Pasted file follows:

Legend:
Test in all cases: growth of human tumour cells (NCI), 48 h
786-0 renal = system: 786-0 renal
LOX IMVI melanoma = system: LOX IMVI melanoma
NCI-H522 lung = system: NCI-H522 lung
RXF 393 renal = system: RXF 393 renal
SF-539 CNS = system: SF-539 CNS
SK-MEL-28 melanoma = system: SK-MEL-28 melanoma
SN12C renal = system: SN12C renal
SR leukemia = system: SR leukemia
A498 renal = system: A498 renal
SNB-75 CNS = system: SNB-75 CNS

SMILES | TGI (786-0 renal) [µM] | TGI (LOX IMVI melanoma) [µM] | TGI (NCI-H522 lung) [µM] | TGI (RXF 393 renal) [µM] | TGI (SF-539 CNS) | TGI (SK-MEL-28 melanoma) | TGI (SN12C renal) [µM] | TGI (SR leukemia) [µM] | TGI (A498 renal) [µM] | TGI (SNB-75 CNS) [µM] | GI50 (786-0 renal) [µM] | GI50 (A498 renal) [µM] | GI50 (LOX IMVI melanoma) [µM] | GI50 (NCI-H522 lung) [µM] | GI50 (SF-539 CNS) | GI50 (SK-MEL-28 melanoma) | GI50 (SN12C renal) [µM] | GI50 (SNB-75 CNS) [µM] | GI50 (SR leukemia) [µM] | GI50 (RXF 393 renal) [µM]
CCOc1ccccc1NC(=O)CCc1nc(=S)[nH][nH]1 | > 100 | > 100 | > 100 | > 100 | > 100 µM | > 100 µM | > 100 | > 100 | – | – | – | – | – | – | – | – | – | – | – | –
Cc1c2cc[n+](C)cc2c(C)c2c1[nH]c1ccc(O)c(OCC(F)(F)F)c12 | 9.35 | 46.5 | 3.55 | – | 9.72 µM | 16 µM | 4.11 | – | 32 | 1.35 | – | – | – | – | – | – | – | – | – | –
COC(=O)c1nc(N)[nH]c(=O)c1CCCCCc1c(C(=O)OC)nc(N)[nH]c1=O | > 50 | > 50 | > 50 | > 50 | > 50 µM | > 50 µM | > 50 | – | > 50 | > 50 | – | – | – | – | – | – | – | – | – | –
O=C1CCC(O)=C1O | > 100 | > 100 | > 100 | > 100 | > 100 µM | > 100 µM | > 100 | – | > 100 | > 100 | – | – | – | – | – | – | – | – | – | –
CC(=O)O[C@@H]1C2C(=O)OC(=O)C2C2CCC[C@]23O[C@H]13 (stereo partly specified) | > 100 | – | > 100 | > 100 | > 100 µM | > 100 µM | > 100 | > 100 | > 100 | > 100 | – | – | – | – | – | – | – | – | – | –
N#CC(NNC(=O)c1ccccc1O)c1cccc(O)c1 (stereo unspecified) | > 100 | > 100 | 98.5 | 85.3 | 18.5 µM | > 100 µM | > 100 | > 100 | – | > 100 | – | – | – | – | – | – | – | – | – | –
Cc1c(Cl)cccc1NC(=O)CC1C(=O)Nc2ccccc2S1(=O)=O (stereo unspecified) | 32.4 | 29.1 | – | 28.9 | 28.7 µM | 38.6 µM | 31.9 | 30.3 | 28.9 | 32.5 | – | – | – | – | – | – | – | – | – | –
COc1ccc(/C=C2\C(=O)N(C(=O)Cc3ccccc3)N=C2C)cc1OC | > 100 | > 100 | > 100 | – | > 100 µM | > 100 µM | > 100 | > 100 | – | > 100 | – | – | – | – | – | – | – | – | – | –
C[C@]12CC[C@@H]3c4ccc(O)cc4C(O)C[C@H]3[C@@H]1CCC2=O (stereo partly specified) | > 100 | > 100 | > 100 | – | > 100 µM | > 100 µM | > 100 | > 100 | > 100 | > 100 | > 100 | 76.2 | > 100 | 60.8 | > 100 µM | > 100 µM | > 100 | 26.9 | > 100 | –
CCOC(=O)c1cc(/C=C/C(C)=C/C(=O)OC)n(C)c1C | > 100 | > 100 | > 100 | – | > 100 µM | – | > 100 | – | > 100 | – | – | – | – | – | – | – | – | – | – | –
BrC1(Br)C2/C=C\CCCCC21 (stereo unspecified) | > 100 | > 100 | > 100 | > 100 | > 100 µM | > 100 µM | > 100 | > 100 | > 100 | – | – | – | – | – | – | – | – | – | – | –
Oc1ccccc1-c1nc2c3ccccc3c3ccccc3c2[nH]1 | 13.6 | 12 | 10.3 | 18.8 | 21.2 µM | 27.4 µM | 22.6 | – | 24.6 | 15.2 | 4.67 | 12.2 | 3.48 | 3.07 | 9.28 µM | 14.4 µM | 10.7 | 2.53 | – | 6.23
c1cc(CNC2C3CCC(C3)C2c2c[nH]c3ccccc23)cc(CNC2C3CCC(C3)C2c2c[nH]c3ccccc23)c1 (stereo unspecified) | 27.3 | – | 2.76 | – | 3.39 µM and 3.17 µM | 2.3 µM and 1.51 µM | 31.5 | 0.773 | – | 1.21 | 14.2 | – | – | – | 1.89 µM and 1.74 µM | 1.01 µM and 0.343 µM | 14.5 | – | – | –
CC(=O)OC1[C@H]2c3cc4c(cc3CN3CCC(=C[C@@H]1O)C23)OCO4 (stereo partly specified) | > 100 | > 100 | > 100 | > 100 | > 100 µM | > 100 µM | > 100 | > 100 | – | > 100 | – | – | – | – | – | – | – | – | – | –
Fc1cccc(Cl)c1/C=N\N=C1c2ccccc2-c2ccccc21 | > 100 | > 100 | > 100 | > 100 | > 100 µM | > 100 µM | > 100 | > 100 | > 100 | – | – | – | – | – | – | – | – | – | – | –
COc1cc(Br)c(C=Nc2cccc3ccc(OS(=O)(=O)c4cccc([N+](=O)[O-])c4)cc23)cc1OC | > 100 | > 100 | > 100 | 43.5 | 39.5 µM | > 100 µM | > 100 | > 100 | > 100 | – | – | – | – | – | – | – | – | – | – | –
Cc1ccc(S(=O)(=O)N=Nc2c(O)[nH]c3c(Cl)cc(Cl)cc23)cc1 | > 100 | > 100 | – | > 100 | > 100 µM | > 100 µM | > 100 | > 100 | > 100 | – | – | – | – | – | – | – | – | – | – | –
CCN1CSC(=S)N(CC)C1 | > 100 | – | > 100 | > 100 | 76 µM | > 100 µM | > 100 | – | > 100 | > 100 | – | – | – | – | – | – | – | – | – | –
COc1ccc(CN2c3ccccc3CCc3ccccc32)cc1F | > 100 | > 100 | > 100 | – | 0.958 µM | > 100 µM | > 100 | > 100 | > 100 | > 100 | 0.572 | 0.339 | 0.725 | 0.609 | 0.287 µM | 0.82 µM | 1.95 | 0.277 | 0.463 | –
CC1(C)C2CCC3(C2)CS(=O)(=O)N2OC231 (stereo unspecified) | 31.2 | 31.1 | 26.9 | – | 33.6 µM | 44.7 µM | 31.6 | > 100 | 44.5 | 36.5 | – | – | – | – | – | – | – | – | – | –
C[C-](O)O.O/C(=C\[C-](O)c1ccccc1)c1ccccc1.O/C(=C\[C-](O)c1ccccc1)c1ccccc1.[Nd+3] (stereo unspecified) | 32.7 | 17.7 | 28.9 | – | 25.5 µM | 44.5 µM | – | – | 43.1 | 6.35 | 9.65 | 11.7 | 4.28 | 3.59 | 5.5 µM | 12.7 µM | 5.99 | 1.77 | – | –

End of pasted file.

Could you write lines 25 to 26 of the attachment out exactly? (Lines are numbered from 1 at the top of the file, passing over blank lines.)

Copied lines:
Oc1ccccc1-c1nc2c3ccccc3c3ccccc3c2[nH]1 | 13.6 | 12 | 10.3 | 18.8 | 21.2 µM | 27.4 µM | 22.6 | – | 24.6 | 15.2 | 4.67 | 12.2 | 3.48 | 3.07 | 9.28 µM | 14.4 µM | 10.7 | 2.53 | – | 6.23
c1cc(CNC2C3CCC(C3)C2c2c[nH]c3ccccc23)cc(CNC2C3CCC(C3)C2c2c[nH]c3ccccc23)c1 (stereo unspecified) | 27.3 | – | 2.76 | – | 3.39 µM and 3.17 µM | 2.3 µM and 1.51 µM | 31.5 | 0.773 | – | 1.21 | 14.2 | – | – | – | 1.89 µM and 1.74 µM | 1.01 µM and 0.343 µM | 14.5 | – | – | –